At midnight on 27 February 2009 the news staff of the Rocky Mountain News commemorated the death of their 150 year old newspaper by uploading a video on the free video sharing website, Vimeo. In 2009 that says it all.
This is a story about a failure to sufficiently innovate or re-invent a business to avoid closure. It ends with 5 ideas to avoid business death by making proactive improvements and changes.
Founded in 1859, the Rocky Mountain News called Denver, Colorado its home town. The other local paper was the Denver Post.
You'll find clues on causes for the death of the Rocky Mountain News in the 18 minute video. The video works at only an emotional level. This content and style is a clue in itself.
If we go by the video, the news staff and their employer failed to innovate in time.
Perhaps years ago the paper's owner should have killed the print edition and gone fully online. Admittedly it would have been a tough decision, in 2006 circulation was at 255,427.
Empowering journalists to upload video and post photos online proved to be too little too late - as survival tactics against competition from national U.S. media and the internet.
By 27 February 2009, unable to even find a buyer for the newspaper, its proprietor stopped the presses. Sure, some may buy its remaining assets - masthead and archive - but the newspaper as a business is dead.
What might have saved the Rocky Mountant News? Years ago when they still had time and cash flow, the journalists and their employer could have benefited from a good whack across the side of their collective heads. It seems extraordinary that a business with 255,427 sets of eyeballs a day failed to leverage itself into strength, rather than mounting losses that it is claimed amounted to US$16 million or so before closure.
Having delayed change, the stakeholders became the victims of it. They went down with the ship. It's pitiful, in 2009, watching them mope about their lost cause by hosting their video on a free internet video sharing site.
Business survival depends on you. If your business is failing perhaps you need a fresh or independent perspective or someone to listen to you and work through issues.
We do this work regularly as business lawyers with a wide range of contacts in law, accountancy and other professions as well as various areas of consultancy. Most of our contacts have decades of experience in business, government or not-for-profit organisations.
If you don't mind a whack on the side of your head, we don't mind talking and learning from you about our past, present and future.
Here's five hints, for change management, innovation and invention in business.
1. Conduct proper needs assessment: Information mismanagement sinks businesses. A change management review should begin with the information relevant to a business. The significance of this early phase of needs assessment cannot be over-emphasised. Yet too often businesses with a multiplicity of problems go shopping for advisers in limited silos. Each silo has a separate label and separate competency, eg "lawyer", "accountant", or "management consultant". However, business problems and competition do not arrive in neatly packaged silos.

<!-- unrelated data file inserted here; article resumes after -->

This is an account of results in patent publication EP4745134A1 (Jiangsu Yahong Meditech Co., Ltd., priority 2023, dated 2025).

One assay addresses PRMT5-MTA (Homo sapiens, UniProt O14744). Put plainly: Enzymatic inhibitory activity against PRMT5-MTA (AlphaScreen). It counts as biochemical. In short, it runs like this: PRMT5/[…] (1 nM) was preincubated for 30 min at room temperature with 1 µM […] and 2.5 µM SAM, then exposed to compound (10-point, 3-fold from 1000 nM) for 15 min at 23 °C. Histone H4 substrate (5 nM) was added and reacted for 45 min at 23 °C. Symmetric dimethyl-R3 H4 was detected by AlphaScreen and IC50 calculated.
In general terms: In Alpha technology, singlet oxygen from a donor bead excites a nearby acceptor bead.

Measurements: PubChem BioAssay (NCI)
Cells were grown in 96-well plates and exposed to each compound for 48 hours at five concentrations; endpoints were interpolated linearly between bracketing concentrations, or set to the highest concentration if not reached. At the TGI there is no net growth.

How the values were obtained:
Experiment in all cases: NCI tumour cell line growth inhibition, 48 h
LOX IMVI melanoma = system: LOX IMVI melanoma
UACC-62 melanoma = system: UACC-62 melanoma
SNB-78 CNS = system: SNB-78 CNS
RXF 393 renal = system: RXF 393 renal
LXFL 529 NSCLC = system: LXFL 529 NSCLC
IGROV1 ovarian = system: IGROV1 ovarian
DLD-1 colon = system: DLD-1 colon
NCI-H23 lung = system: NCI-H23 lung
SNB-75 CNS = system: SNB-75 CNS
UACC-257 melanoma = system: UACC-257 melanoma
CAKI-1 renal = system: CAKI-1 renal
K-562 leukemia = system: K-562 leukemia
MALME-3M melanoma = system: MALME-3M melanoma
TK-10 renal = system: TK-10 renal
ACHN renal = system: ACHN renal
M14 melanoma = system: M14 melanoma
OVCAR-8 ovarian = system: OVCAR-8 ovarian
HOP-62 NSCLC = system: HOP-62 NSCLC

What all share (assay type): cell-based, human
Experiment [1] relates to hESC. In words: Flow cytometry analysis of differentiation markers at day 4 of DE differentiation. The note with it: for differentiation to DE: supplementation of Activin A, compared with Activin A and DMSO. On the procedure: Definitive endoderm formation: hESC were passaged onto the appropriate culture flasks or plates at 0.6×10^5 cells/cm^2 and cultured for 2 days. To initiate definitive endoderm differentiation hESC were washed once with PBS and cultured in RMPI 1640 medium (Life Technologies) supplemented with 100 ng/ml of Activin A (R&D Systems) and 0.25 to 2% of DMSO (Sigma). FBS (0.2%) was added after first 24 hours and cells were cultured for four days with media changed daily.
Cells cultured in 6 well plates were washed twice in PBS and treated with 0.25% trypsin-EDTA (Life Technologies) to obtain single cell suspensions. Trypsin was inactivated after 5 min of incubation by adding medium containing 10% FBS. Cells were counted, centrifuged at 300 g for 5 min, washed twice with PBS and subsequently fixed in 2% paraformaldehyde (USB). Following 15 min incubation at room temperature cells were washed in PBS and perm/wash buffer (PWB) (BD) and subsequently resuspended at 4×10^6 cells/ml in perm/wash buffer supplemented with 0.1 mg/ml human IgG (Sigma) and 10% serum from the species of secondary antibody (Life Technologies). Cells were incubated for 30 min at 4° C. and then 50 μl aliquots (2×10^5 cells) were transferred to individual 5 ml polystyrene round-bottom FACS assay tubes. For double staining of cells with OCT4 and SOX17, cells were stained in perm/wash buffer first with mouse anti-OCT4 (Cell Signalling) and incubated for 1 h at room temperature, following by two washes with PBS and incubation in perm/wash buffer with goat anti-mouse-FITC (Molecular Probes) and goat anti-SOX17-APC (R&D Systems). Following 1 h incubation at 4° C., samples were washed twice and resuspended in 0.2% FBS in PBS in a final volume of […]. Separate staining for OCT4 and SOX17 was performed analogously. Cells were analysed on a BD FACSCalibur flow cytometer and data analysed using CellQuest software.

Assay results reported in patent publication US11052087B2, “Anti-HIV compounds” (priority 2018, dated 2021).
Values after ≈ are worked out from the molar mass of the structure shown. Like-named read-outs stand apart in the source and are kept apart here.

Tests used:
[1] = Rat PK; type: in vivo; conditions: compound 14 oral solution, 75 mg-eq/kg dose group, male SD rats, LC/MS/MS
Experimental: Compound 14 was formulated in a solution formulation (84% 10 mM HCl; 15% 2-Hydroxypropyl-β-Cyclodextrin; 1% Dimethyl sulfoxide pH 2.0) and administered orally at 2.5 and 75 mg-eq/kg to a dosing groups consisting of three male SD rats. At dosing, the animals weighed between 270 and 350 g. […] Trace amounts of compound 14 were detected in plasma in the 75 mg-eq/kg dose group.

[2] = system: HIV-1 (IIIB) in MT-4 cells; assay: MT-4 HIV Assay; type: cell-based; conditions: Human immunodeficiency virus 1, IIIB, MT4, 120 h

2. Understand economics comes before law: If you engage lawyers in a change management process, usually they should review financial, commercial or economics information before suggesting legal solutions. This could be done by combining advisers from accounting, law and consultancy. Commercial thinking for business lawyers today this should not be a stretch, but for many it remains so. Commercial know-how and assessment of changing industry economics may chart your survival path.
3. Select and motivate future people: "People and IP are our greatest assets". This is often true too for business re-invention. However, it may mean selecting the people for the future and separating from the others. If a radical or significant level of invention is needed, motivate people or form a great group.
4. Improve online presence and access: Your businesses may need to be online in real time, at least during daylight and early evening hours. It's obvious, for survival online a business needs an effective digital media footprint.
5. Form effective collaborations: Survival is also aided by forming collaborations for innovation or invention. Forming an effective collaboration calls for deep understanding of business models and proper business structuring. It is in the interests of most businesses to reduce obstacles for collaboration formation. Forming collaborations and business structures is not something you learn at law school, it requires years of experience, common sense and up-to-date knowledge in a range of fields.
We live and work in a period of the greatest level and speed of change in human history. It can be risky business to do things the same old way, with the same people, and with the same advisers. Like the Rocky Mountain News you might end up with no buyer or succession plan, just a home page video with employees feeling sorry for themselves about times past.
This Lightbulb blog, the rest of our website, and our writing are the result of a team effort. We'd like to share the wealth of skills of our team of collaborators. Perhaps you need a video maker, website developer, logo designer, IT consultant, language translator, marketing consultant, social media strategist, or other law, business or technology adviser? We'll put you into contact with people we trust to provide quality, timely and economical advice and support for change management in your business.
Call now, we have a wealth of extraordinarily experienced collaborators to refer to you. Call Noric Dilanchian in Sydney on (02) 9269 0229.